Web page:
April 21, 2017: Oncotarget
https://www.readbyqxmd.com/read/28486778/efficacy-of-thermoresponsive-photocrosslinkable-hydrogels-derived-from-decellularized-tendon-and-cartilage-extracellular-matrix-for-cartilage-tissue-engineering
#18
Benjamin B Rothrauff, Luca Coluccino, Riccardo Gottardi, Luca Ceseracciu, Silvia Scaglione, Luca Goldoni, Rocky S Tuan
Tissue engineering using adult mesenchymal stem cells (MSCs), a promising approach for cartilage repair, is highly dependent on the nature of the matrix scaffold. Thermoresponsive, photocrosslinkable hydrogels were fabricated by functionalizing pepsin-soluble decellularized tendon and cartilage extracellular matrices (ECM) with methacrylate groups. Methacrylated gelatin hydrogels served as controls. When seeded with human bone marrow mesenchymal stem cells (MSCs) and cultured in chondrogenic medium, methacrylated ECM hydrogels experienced less cell-mediated contraction, as compared against non-methacrylated ECM hydrogels...
May 9, 2017: Journal of Tissue Engineering and Regenerative Medicine
https://www.readbyqxmd.com/read/28485490/label-free-relative-quantification-of-secreted-proteins-as-a-non-invasive-method-for-the-quality-control-of-chondrogenesis-in-bioengineered-substitutes-for-cartilage-repair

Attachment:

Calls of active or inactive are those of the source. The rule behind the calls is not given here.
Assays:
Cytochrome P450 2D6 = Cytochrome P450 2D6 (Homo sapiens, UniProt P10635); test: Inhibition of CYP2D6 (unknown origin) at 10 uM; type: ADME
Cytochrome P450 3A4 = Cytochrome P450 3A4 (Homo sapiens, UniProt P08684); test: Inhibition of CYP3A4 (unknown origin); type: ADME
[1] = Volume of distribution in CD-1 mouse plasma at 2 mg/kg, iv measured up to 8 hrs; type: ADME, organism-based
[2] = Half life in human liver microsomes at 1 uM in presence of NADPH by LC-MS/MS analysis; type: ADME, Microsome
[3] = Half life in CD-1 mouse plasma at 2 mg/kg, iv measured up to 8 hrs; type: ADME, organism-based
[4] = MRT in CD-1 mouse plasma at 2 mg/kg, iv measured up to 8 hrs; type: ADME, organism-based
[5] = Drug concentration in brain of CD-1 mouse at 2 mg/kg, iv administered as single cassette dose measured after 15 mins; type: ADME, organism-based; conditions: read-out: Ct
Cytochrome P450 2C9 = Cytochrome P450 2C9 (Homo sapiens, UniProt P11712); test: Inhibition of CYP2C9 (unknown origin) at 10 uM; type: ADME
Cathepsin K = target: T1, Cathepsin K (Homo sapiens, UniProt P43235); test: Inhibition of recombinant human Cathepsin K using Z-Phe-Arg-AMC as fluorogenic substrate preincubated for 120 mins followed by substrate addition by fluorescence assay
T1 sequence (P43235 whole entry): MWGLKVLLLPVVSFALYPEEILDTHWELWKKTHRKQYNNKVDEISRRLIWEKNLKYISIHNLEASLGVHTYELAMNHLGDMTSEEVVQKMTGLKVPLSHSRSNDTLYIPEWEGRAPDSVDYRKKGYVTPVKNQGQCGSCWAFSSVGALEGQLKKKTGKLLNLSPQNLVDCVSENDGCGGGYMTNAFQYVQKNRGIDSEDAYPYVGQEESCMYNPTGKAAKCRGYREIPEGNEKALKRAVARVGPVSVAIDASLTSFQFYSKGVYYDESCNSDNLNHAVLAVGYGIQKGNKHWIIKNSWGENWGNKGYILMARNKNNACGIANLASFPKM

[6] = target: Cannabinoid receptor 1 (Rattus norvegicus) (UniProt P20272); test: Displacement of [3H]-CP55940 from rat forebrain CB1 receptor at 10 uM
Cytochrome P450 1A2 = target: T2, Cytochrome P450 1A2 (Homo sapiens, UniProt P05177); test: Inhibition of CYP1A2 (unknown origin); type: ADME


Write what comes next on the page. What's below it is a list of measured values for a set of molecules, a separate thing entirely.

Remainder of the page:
#19
Christel Henrionnet, Pierre Gillet, Didier Mainard, Jean-Baptiste Vincourt, Astrid Pinzano
Cartilage tissue engineering is making progress but the competing available strategies still leave room for improvement and consensual overviews regarding the best combinations of scaffolds and cell sources are limited by the capacity to compare them directly. In addition, because most strategies involve autologous cell transfer, once these will be optimized, the resulting implants require individual quality control prior to grafting in order to emphasize patient-to-patient differential responsiveness to engineering processes...
May 9, 2017: Journal of Tissue Engineering and Regenerative Medicine
https://www.readbyqxmd.com/read/28481944/a-consistent-and-potentially-exploitable-response-during-chondrogenesis-of-mesenchymal-stem-cells-from-osteoarthritis-patients-to-the-protein-encoded-by-the-susceptibility-gene-gdf5
#20
Madhushika Ratnayake, Maria Tselepi, Robert Bloxham, Frank Plöger, Louise N Reynard, John Loughlin
Osteoarthritis (OA) is a common joint disease characterised by the focal loss of the protective cartilage layer at the ends of the bones. It is painful, disabling, multifactorial and polygenic. The growth differentiation factor 5 gene GDF5 was one of the first reported OA susceptibility signals that showed consistent association to OA, with the transcript single nucleotide polymorphism (SNP) rs143383 demonstrating association in Asians and Europeans. The functional effect of the signal is reduced expression of the gene...
2017: PloS One